ASEANFocus is privileged to feature the Secretary-General of the ASEAN-Japan Centre, Dr Kunihiko Hirabayashi. He provides a perspective on the ASEAN-Japan relationship after 50 years, and how Japan intends to substantiate the new Comprehensive Strategic Partnership with ASEAN.
Dr Kunihiko Hirabayashi is the former Regional Advisor and Regional Chief of Health and HIV/AIDS at the UNICEF East Asian and Pacific Regional Office in Bangkok, Thailand. He was also the former Director of the UNICEF Office for Japan and the Republic of Korea. Prior to that, he was trained as a heart surgeon in Japan. Subsequently, he made a career shift to international cooperation, where he focused on technical assistance in hospitals and other health systems in developing countries for about 10 years. As the current Secretary-General of the ASEAN-Japan Centre, he aspires to continue the Centre’s 40-year history of excellence in serving as a bridge between ASEAN Member States and Japan to promote trade, investment, tourism, and people-to-people exchanges.
AF: 2023 marks the 50th anniversary of ASEAN-Japan relations. A commemorative summit is expected to take place in December this year in Tokyo to celebrate the historical milestone. What are the significant achievements in ASEAN-Japan relations in the past half a century?
Dr Hirabayashi: The 50-year history of ASEAN and Japan can be summarised in three words: coexistence, cooperation, and mutual understanding.
Coexistence refers to the fact that ASEAN and Japan have helped each other in times of crisis, as indispensable neighbours. For example, in 1997-1999, Japan provided ASEAN countries with more than US$40 billion in economic assistance in response to the Asian Financial Crisis. In 2011, after the Great East Japan Earthquake, ASEAN countries provided Japan with a variety of assistance, including donations, relief supplies, and the dispatch of rescue teams. During the COVID-19 pandemic, the two sides collaborated closely on issues such as the supply of vaccines, and cooperation to support economic and social recovery. The various forms of cooperation have helped the two sides to overcome many crises, not only at the state and regional levels, but also through the mutual support of people from all walks of life and through generations.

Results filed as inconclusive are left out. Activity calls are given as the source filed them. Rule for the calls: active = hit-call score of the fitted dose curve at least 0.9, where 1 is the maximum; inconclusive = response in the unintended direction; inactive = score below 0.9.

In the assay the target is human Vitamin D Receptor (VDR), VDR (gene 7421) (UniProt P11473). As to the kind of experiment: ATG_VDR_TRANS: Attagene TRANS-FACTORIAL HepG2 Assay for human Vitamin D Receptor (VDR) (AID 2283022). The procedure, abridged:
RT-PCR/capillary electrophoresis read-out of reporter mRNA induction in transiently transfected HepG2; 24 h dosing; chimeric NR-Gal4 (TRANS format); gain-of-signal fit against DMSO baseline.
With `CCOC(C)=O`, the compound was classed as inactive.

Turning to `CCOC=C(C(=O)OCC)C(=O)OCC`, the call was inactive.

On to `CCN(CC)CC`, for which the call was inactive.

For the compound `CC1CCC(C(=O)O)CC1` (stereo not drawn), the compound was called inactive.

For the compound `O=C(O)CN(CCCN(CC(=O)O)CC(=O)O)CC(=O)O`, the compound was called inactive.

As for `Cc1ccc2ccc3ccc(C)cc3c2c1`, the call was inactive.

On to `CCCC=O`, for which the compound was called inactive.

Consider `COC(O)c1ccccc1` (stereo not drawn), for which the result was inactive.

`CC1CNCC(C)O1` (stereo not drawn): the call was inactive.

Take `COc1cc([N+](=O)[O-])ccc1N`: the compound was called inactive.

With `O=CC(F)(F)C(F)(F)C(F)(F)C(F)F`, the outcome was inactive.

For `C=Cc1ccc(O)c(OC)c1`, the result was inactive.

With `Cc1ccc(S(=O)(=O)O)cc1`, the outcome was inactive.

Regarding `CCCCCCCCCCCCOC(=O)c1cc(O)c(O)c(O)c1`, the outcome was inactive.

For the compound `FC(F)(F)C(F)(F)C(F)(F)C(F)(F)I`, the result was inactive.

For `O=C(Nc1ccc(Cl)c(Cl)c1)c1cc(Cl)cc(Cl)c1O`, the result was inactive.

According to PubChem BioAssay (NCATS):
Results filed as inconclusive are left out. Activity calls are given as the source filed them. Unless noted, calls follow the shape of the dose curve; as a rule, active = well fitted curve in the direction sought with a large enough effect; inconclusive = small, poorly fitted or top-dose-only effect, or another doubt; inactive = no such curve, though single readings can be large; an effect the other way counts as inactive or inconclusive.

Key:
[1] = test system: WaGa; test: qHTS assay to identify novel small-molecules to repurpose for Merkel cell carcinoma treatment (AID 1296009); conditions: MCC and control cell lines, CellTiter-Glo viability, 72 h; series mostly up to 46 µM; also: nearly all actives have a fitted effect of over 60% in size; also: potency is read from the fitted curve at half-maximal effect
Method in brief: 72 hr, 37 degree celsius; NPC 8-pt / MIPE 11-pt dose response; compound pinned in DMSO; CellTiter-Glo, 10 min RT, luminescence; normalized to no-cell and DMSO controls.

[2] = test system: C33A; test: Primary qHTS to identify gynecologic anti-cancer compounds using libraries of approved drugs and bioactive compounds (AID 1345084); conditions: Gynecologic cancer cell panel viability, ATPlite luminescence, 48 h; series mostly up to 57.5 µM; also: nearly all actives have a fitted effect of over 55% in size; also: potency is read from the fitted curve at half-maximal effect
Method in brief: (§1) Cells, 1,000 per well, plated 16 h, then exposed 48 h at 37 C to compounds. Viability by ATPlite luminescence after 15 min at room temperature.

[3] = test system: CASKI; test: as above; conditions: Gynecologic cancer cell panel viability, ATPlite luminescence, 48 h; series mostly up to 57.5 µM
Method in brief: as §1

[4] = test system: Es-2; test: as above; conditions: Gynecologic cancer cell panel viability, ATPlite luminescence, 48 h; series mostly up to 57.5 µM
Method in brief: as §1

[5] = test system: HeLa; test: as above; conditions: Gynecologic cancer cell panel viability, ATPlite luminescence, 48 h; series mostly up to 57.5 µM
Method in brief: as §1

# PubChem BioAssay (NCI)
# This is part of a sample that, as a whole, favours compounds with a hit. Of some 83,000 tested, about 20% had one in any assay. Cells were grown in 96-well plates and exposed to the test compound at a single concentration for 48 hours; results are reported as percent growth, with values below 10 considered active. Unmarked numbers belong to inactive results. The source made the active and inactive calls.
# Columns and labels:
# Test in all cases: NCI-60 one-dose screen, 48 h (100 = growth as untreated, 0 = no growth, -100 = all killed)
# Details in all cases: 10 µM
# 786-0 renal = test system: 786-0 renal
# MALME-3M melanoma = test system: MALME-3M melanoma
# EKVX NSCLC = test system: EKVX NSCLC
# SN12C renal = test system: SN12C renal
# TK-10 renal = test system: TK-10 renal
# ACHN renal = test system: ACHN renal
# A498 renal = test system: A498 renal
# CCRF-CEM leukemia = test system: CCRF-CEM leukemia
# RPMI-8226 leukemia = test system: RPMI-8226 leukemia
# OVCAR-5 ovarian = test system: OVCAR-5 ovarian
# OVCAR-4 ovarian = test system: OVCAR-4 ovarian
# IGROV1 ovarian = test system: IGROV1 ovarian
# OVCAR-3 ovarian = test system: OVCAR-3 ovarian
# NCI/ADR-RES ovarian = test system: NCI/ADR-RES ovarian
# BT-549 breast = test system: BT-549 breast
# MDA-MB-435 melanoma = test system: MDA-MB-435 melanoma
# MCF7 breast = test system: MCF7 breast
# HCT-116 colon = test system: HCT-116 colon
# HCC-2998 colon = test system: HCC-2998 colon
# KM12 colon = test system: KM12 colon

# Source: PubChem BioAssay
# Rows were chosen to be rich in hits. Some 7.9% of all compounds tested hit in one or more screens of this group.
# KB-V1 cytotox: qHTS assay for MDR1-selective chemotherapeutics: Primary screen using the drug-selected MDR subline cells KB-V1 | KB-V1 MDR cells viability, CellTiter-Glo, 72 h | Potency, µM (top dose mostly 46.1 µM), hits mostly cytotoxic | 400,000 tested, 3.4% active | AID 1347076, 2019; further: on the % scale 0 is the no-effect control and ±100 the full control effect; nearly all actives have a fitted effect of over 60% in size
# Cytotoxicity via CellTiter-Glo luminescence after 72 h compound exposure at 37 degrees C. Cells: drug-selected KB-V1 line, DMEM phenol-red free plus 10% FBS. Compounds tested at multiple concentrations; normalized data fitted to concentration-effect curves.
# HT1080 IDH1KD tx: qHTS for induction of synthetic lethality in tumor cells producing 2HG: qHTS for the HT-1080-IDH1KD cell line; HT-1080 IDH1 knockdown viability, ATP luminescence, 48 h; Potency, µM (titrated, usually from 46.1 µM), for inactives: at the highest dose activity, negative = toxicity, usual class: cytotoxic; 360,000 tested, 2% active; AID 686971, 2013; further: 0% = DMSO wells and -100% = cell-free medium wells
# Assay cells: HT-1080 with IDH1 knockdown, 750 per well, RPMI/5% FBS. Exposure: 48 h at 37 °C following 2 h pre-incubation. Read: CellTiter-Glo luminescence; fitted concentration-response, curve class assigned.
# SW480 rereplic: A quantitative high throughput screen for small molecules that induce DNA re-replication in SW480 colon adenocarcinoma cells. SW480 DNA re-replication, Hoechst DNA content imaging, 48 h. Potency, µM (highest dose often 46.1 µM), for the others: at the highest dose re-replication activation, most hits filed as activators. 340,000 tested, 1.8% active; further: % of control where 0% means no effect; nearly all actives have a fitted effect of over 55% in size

Cooperation refers to the fact that ASEAN and Japan have worked together for the economy, society, and culture. The two sides began dialogue in the 1970s, when Japan was in the midst of its high-growth period. At that time, the focus was on importing resources from ASEAN countries. However, since the Japan-ASEAN Economic Cooperation Special Agreement entered into force in 2008, both sides have further strengthened their cooperation in various areas, including trade, investment, economic cooperation, infrastructure, and human resource development.